Since the mid-1970s, rates for liver cancer have been on the rise. A 2017 study found that liver cancer increased by 75 percent worldwide between 1990 and 2015, with the highest rate increases occurring in sub-Saharan Africa and Southeast Asia. Worldwide, hepatitis B—a virus that damages the liver and is spread through contact with infected blood and other body fluids—is the most common cause of liver cancer; however, in the United States, less than 5 percent of liver cancer cases stem from hepatitis B due to routine vaccination in children since the 1980s. In the United States, specifically, studies suggest that about 71 percent of liver cancer diagnoses can be attributed to preventable risk factors such as obesity, smoking, alcoholism. Despite the steady rise of liver cancer cases – and more than 700,000 deaths each year globally – there have been no significant advances in effective therapeutics in recent years to combat this dangerous disease.
Liver cancers are classified into two specific groups – primary and secondary. Primary liver cancer is when the cancer forms in the liver and is grouped into four different types based on the type of cells that become cancerous. Secondary liver cancer – also known as metastatic liver cancer – is when a cancer that forms in another part of the body, such as the stomach, breast, or colon, spreads to the liver. Metastatic liver tumors are the more common form of liver cancer in both the United States and Europe, while primary liver cancer tends to be more common in many areas of Asia and Africa.
To date, the 5-year survival rate for liver cancer ranges between 3 percent for those diagnosed with cancer that has spread to distant organs or tissues to 36 percent for individuals whose cancer has not spread beyond the liver. Although there have been many recent drug advancements for various other types of cancer, surgery is still the standard treatment for liver cancer due to the fact that liver cancer tumors do not respond well to most chemotherapy drugs. For this reason, there is an urgent need to create new, targeted treatments aimed at eliminating liver tumors and increasing the remission rate for those afflicted.
Monoclonal antibodies: a promising new approach
Monoclonal antibodies (mAbs) are manufactured proteins created to function like human antibodies within the immune system and are showing signs of becoming a promising new approach to treat liver cancer. Currently used to treat multiple cancers, such as breast and cervical cancer, mAbs are given to patients through an infusion and can be used alone or combined with other drugs. Compared to chemotherapy, mAbs are more precise in the way they attack cancer cells, with fewer normal cells being affected by the therapy. Depending on the antigen the mAb is targeting, it can work in a few different ways. Targeted therapies work by having an mAb bind directly to a cancer cell in order to kill it. This prevents the cancerous cell from multiplying, effectively stopping the cancer’s growth and drastically slowing down its overall progression.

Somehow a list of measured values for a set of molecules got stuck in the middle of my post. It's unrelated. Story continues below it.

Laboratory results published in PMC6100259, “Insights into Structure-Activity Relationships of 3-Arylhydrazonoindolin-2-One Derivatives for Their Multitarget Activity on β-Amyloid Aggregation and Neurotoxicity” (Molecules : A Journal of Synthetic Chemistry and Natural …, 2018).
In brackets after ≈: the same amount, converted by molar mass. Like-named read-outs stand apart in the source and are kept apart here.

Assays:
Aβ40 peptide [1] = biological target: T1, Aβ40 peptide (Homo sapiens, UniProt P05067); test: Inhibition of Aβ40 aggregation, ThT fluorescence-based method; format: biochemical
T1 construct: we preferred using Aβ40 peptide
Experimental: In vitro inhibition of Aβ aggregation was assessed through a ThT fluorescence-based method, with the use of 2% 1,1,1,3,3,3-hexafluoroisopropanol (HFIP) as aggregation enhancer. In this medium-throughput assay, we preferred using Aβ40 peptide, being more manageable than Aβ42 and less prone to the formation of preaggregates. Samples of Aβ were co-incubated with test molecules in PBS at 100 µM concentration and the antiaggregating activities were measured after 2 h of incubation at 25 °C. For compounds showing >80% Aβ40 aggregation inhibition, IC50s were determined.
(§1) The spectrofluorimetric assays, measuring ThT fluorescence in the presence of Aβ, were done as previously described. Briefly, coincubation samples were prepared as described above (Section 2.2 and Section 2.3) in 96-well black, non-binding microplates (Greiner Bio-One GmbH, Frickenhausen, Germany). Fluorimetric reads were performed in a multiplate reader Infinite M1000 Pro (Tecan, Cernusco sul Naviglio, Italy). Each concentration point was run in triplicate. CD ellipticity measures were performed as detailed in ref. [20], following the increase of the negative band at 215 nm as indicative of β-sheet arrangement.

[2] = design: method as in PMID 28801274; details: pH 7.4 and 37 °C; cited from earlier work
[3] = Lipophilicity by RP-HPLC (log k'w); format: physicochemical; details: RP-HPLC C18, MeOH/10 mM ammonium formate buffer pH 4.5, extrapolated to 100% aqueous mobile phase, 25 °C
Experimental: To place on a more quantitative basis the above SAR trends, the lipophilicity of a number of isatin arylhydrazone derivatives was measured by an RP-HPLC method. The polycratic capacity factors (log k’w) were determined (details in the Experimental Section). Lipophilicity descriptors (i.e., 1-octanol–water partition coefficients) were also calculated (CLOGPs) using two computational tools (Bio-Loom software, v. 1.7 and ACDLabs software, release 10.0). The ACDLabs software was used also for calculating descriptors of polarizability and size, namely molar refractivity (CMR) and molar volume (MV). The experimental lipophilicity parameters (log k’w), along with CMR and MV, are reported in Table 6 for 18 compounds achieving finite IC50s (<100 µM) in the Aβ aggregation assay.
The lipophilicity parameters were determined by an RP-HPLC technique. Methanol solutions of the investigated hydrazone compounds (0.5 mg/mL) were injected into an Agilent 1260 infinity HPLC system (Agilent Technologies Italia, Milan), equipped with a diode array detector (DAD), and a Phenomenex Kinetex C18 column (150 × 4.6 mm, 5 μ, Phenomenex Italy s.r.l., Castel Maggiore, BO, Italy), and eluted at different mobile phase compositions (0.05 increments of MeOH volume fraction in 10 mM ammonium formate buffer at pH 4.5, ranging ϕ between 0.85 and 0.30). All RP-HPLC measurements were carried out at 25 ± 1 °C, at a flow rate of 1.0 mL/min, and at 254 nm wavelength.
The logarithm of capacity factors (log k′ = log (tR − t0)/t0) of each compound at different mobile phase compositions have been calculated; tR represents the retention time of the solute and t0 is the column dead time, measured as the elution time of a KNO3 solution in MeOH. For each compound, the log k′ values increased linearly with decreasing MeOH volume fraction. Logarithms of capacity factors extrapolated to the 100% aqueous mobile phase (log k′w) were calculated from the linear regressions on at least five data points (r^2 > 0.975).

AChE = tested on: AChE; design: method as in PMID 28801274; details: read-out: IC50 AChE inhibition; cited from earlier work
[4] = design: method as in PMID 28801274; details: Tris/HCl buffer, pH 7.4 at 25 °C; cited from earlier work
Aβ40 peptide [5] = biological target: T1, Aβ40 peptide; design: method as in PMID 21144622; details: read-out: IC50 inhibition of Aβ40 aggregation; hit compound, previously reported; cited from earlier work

Other mAbs – known as immunotherapies – help improve the immune system’s response to cancer cells. Immunotherapies work by acting on cells within the immune system and stimulating them to successfully block proteins that stop the immune system from attacking cancer cells. Additionally, mAbs can be modified to heighten their effectiveness. One of the most popular examples of this is the creation of bi-specific antibodies (BsAbs) – antibodies which engage two disease targets with one molecule.
Bi-specific antibodies show promise for the most common form of liver cancer.
As the monoclonal antibody market has continued to grow substantially, bi-specific antibodies have shown excellent pre-clinical and clinical results in a multitude of oncological clinical trials. To date, more than 180 BsAbs are in preclinical development and over 50 BsAbs have been investigated in clinical trials for solid tumors, including tumors associated with liver cancer.
Responsible for over 12,000 deaths per year in the United States, hepatocellular carcinoma (HCC), the most common form of primary liver cancer, has been the subject of many recent pre-clinical and clinical trials. Many innovative therapeutic options show promise against HCC, including bi-specific antibodies. In one recent preclinical study, a bispecific antibody proved effective in the prevention of HCC tumor growth with no adverse systemic effects. This bispecific antibody was more effective than other monotherapy treatments, suggesting that bispecific antibodies might be potential therapeutic treatments for HCC in the future.
For cancers with poor prognoses – such as HCC – ingenuity and innovation in the drug development process must continue to advance in order to improve overall outcomes and quality of life for patients. Fortunately, many pharmaceutical and biotech companies are putting a high priority on the creation of diverse treatment options and pushing the boundaries on what is possible in drug discovery. Because mAbs are still a relatively newer treatment option for cancers, they are still being investigated to determine both their overall effectiveness, as well as their potential drawbacks, such as the cost associated with their creation and potential adverse side effects.
As companies continue working to break new ground in the oncology space – from the creation of more targeted treatments to earlier detection methods – having an arsenal of diversified treatments means a greater chance to fight the disease from all fronts. We must ensure that new therapies, including mAbs, get the attention and resources they need as we continue to make strides toward our ultimate goal: winning the war on cancer.
Eugene Chan is a health care executive.